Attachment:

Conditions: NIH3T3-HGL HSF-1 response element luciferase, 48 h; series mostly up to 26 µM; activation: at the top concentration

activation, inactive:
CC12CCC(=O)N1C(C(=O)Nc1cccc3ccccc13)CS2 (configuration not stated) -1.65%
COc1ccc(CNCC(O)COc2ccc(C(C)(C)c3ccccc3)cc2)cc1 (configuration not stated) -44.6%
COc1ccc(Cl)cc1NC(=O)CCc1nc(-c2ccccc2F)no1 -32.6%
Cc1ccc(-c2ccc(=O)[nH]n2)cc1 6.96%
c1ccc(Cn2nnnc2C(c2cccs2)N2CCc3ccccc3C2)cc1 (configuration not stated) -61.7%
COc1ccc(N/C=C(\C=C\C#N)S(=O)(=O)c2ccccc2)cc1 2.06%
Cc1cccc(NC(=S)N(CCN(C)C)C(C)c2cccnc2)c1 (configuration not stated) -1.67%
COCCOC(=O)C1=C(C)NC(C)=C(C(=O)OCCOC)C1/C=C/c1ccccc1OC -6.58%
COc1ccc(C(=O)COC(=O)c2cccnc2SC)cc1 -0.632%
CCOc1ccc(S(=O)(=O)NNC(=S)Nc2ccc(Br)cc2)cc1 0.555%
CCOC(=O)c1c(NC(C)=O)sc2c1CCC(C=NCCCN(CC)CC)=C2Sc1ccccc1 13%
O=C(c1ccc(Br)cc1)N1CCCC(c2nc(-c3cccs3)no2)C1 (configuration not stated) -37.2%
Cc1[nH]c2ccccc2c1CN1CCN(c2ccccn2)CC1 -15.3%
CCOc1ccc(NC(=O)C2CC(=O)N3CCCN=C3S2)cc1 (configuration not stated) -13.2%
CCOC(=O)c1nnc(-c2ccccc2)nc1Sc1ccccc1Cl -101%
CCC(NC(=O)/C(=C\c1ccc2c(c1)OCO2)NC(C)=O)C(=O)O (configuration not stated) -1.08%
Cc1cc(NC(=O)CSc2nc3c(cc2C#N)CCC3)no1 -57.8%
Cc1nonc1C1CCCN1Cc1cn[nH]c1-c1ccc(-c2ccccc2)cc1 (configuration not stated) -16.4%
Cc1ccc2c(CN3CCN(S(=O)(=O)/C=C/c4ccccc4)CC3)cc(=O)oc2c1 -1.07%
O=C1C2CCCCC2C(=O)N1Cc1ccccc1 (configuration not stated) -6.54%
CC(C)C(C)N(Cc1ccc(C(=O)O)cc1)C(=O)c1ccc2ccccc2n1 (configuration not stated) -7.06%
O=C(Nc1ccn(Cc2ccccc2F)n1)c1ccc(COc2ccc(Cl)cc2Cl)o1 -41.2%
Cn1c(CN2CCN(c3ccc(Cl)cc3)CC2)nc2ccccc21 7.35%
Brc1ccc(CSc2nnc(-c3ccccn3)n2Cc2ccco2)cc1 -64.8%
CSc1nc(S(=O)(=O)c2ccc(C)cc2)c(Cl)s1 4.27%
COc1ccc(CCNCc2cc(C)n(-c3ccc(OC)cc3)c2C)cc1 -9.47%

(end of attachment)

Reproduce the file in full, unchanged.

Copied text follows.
Conditions: NIH3T3-HGL HSF-1 response element luciferase, 48 h; series mostly up to 26 µM; activation: at the top concentration

activation, inactive:
CC12CCC(=O)N1C(C(=O)Nc1cccc3ccccc13)CS2 (configuration not stated) -1.65%
COc1ccc(CNCC(O)COc2ccc(C(C)(C)c3ccccc3)cc2)cc1 (configuration not stated) -44.6%
COc1ccc(Cl)cc1NC(=O)CCc1nc(-c2ccccc2F)no1 -32.6%
Cc1ccc(-c2ccc(=O)[nH]n2)cc1 6.96%
c1ccc(Cn2nnnc2C(c2cccs2)N2CCc3ccccc3C2)cc1 (configuration not stated) -61.7%
COc1ccc(N/C=C(\C=C\C#N)S(=O)(=O)c2ccccc2)cc1 2.06%
Cc1cccc(NC(=S)N(CCN(C)C)C(C)c2cccnc2)c1 (configuration not stated) -1.67%
COCCOC(=O)C1=C(C)NC(C)=C(C(=O)OCCOC)C1/C=C/c1ccccc1OC -6.58%
COc1ccc(C(=O)COC(=O)c2cccnc2SC)cc1 -0.632%
CCOc1ccc(S(=O)(=O)NNC(=S)Nc2ccc(Br)cc2)cc1 0.555%
CCOC(=O)c1c(NC(C)=O)sc2c1CCC(C=NCCCN(CC)CC)=C2Sc1ccccc1 13%
O=C(c1ccc(Br)cc1)N1CCCC(c2nc(-c3cccs3)no2)C1 (configuration not stated) -37.2%
Cc1[nH]c2ccccc2c1CN1CCN(c2ccccn2)CC1 -15.3%
CCOc1ccc(NC(=O)C2CC(=O)N3CCCN=C3S2)cc1 (configuration not stated) -13.2%
CCOC(=O)c1nnc(-c2ccccc2)nc1Sc1ccccc1Cl -101%
CCC(NC(=O)/C(=C\c1ccc2c(c1)OCO2)NC(C)=O)C(=O)O (configuration not stated) -1.08%
Cc1cc(NC(=O)CSc2nc3c(cc2C#N)CCC3)no1 -57.8%
Cc1nonc1C1CCCN1Cc1cn[nH]c1-c1ccc(-c2ccccc2)cc1 (configuration not stated) -16.4%
Cc1ccc2c(CN3CCN(S(=O)(=O)/C=C/c4ccccc4)CC3)cc(=O)oc2c1 -1.07%
O=C1C2CCCCC2C(=O)N1Cc1ccccc1 (configuration not stated) -6.54%
CC(C)C(C)N(Cc1ccc(C(=O)O)cc1)C(=O)c1ccc2ccccc2n1 (configuration not stated) -7.06%
O=C(Nc1ccn(Cc2ccccc2F)n1)c1ccc(COc2ccc(Cl)cc2Cl)o1 -41.2%
Cn1c(CN2CCN(c3ccc(Cl)cc3)CC2)nc2ccccc21 7.35%
Brc1ccc(CSc2nnc(-c3ccccn3)n2Cc2ccco2)cc1 -64.8%
CSc1nc(S(=O)(=O)c2ccc(C)cc2)c(Cl)s1 4.27%
COc1ccc(CCNCc2cc(C)n(-c3ccc(OC)cc3)c2C)cc1 -9.47%